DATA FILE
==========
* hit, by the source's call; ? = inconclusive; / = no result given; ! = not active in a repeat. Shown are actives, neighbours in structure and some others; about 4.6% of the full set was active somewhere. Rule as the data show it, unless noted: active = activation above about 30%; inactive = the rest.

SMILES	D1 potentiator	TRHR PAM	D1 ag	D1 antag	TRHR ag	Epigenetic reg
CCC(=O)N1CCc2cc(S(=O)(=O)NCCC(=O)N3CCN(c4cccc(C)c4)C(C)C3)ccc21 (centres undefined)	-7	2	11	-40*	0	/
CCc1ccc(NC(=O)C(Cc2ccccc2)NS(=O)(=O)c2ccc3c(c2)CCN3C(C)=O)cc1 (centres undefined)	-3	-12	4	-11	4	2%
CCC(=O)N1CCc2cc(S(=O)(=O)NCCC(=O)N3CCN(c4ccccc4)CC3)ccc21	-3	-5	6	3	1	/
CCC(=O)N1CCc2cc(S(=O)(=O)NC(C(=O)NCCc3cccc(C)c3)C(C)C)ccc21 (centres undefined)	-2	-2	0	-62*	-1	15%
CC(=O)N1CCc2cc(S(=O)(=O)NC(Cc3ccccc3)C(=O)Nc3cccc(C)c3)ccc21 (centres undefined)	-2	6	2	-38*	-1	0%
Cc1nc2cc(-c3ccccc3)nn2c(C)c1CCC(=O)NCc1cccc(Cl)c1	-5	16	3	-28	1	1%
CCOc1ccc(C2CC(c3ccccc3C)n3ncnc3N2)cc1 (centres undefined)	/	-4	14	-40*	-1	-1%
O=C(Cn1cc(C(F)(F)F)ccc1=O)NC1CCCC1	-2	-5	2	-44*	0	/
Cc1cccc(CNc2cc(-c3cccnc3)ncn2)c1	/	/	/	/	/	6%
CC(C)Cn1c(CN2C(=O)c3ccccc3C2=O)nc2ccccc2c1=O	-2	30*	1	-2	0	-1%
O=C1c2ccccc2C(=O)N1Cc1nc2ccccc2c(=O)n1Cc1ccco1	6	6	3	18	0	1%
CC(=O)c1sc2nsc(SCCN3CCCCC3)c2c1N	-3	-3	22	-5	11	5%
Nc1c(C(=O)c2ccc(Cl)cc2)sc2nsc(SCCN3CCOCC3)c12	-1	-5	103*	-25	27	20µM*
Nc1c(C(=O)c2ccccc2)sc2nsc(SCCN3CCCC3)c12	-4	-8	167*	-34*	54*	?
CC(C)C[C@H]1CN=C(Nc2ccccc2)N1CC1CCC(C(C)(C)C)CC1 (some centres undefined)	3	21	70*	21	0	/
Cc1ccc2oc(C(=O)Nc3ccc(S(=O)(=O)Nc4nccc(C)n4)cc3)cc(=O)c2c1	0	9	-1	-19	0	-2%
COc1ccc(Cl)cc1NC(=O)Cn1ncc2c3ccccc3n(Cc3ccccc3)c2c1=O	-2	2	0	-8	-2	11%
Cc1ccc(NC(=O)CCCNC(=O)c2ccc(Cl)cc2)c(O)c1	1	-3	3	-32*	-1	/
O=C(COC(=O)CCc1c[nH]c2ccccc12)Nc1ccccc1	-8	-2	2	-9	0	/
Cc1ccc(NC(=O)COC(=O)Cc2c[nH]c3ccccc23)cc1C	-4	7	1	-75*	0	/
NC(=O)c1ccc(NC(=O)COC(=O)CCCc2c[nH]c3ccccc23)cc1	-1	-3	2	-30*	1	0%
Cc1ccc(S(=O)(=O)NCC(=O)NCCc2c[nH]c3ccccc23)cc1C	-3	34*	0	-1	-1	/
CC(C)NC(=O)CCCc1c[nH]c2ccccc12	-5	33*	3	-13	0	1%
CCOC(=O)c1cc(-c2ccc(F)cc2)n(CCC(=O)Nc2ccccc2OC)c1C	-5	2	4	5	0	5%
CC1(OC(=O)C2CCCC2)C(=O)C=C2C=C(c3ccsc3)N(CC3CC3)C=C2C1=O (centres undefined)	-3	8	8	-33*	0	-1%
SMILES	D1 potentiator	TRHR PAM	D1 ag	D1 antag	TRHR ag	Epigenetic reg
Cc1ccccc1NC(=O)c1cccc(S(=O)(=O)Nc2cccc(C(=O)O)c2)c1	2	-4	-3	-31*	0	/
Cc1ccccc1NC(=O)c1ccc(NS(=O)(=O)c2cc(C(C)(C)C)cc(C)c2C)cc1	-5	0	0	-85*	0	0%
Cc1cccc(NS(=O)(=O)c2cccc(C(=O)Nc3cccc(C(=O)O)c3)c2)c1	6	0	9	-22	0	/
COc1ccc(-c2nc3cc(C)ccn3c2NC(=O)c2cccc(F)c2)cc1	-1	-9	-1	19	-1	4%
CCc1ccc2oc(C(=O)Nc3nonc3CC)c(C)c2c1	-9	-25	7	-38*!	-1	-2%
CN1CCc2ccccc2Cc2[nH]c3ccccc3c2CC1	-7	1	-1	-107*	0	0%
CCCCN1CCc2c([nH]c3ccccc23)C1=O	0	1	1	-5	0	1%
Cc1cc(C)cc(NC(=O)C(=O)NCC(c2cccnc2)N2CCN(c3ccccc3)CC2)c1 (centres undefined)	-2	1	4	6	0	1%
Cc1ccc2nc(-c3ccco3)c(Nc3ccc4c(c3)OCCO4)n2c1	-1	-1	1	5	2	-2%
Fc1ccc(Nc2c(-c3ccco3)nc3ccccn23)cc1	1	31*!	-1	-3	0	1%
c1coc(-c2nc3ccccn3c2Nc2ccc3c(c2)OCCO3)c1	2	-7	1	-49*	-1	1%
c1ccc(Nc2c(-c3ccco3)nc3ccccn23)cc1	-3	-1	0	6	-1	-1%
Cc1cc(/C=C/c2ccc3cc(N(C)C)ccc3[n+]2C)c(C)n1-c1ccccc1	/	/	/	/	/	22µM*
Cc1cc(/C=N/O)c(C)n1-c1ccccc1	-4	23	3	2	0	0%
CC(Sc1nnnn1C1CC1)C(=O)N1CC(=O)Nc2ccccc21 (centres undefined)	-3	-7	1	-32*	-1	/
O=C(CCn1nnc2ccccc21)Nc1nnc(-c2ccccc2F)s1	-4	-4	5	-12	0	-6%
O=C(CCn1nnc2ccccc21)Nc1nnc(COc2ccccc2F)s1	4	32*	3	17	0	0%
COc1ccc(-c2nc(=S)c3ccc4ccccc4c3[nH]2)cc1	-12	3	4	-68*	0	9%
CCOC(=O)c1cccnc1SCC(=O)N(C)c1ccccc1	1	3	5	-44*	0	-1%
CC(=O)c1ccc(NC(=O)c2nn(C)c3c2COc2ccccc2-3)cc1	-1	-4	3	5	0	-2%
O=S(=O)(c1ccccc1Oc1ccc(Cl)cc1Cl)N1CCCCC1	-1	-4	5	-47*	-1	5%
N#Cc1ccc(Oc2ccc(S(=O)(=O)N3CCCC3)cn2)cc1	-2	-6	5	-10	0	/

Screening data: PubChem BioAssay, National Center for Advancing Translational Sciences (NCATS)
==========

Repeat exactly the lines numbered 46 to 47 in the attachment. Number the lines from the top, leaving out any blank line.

COc1ccc(-c2nc(=S)c3ccc4ccccc4c3[nH]2)cc1	-12	3	4	-68*	0	9%
CCOC(=O)c1cccnc1SCC(=O)N(C)c1ccccc1	1	3	5	-44*	0	-1%